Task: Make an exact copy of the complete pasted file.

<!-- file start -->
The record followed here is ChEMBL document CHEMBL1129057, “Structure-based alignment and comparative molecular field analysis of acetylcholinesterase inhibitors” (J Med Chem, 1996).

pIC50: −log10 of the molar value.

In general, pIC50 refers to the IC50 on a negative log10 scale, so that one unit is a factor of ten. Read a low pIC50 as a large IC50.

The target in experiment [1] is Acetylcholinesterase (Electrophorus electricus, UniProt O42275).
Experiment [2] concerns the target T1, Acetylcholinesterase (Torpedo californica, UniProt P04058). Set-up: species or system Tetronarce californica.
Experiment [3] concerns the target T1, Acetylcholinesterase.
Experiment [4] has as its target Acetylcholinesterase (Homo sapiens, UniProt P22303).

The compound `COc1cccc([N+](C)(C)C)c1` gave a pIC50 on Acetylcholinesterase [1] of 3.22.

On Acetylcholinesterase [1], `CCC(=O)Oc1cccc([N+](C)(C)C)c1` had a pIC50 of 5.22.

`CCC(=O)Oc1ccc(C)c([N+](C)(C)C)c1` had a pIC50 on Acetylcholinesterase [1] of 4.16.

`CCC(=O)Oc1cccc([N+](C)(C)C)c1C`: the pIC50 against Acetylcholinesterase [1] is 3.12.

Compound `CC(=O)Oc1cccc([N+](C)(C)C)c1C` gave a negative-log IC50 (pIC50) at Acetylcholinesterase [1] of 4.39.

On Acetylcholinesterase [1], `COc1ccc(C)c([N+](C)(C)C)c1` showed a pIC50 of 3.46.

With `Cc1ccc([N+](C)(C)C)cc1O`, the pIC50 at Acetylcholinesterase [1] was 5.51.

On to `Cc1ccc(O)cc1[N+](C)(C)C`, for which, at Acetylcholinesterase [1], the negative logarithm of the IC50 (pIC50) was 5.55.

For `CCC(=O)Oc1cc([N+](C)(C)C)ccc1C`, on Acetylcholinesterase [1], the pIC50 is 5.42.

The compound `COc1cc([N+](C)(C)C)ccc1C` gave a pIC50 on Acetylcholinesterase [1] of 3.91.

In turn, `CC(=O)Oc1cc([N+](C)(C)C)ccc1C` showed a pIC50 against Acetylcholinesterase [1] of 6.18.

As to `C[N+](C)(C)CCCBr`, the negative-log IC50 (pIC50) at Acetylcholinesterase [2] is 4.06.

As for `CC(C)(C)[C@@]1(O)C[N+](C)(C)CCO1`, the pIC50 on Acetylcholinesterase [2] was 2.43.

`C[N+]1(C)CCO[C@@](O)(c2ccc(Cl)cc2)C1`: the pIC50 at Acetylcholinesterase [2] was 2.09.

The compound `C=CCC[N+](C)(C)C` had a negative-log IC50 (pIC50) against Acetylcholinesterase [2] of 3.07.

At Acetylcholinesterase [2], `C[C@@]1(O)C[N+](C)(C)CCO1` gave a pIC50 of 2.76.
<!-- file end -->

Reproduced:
The record followed here is ChEMBL document CHEMBL1129057, “Structure-based alignment and comparative molecular field analysis of acetylcholinesterase inhibitors” (J Med Chem, 1996).

pIC50: −log10 of the molar value.

In general, pIC50 refers to the IC50 on a negative log10 scale, so that one unit is a factor of ten. Read a low pIC50 as a large IC50.

The target in experiment [1] is Acetylcholinesterase (Electrophorus electricus, UniProt O42275).
Experiment [2] concerns the target T1, Acetylcholinesterase (Torpedo californica, UniProt P04058). Set-up: species or system Tetronarce californica.
Experiment [3] concerns the target T1, Acetylcholinesterase.
Experiment [4] has as its target Acetylcholinesterase (Homo sapiens, UniProt P22303).

The compound `COc1cccc([N+](C)(C)C)c1` gave a pIC50 on Acetylcholinesterase [1] of 3.22.

On Acetylcholinesterase [1], `CCC(=O)Oc1cccc([N+](C)(C)C)c1` had a pIC50 of 5.22.

`CCC(=O)Oc1ccc(C)c([N+](C)(C)C)c1` had a pIC50 on Acetylcholinesterase [1] of 4.16.

`CCC(=O)Oc1cccc([N+](C)(C)C)c1C`: the pIC50 against Acetylcholinesterase [1] is 3.12.

Compound `CC(=O)Oc1cccc([N+](C)(C)C)c1C` gave a negative-log IC50 (pIC50) at Acetylcholinesterase [1] of 4.39.

On Acetylcholinesterase [1], `COc1ccc(C)c([N+](C)(C)C)c1` showed a pIC50 of 3.46.

With `Cc1ccc([N+](C)(C)C)cc1O`, the pIC50 at Acetylcholinesterase [1] was 5.51.

On to `Cc1ccc(O)cc1[N+](C)(C)C`, for which, at Acetylcholinesterase [1], the negative logarithm of the IC50 (pIC50) was 5.55.

For `CCC(=O)Oc1cc([N+](C)(C)C)ccc1C`, on Acetylcholinesterase [1], the pIC50 is 5.42.

The compound `COc1cc([N+](C)(C)C)ccc1C` gave a pIC50 on Acetylcholinesterase [1] of 3.91.

In turn, `CC(=O)Oc1cc([N+](C)(C)C)ccc1C` showed a pIC50 against Acetylcholinesterase [1] of 6.18.

As to `C[N+](C)(C)CCCBr`, the negative-log IC50 (pIC50) at Acetylcholinesterase [2] is 4.06.

As for `CC(C)(C)[C@@]1(O)C[N+](C)(C)CCO1`, the pIC50 on Acetylcholinesterase [2] was 2.43.

`C[N+]1(C)CCO[C@@](O)(c2ccc(Cl)cc2)C1`: the pIC50 at Acetylcholinesterase [2] was 2.09.

The compound `C=CCC[N+](C)(C)C` had a negative-log IC50 (pIC50) against Acetylcholinesterase [2] of 3.07.

At Acetylcholinesterase [2], `C[C@@]1(O)C[N+](C)(C)CCO1` gave a pIC50 of 2.76.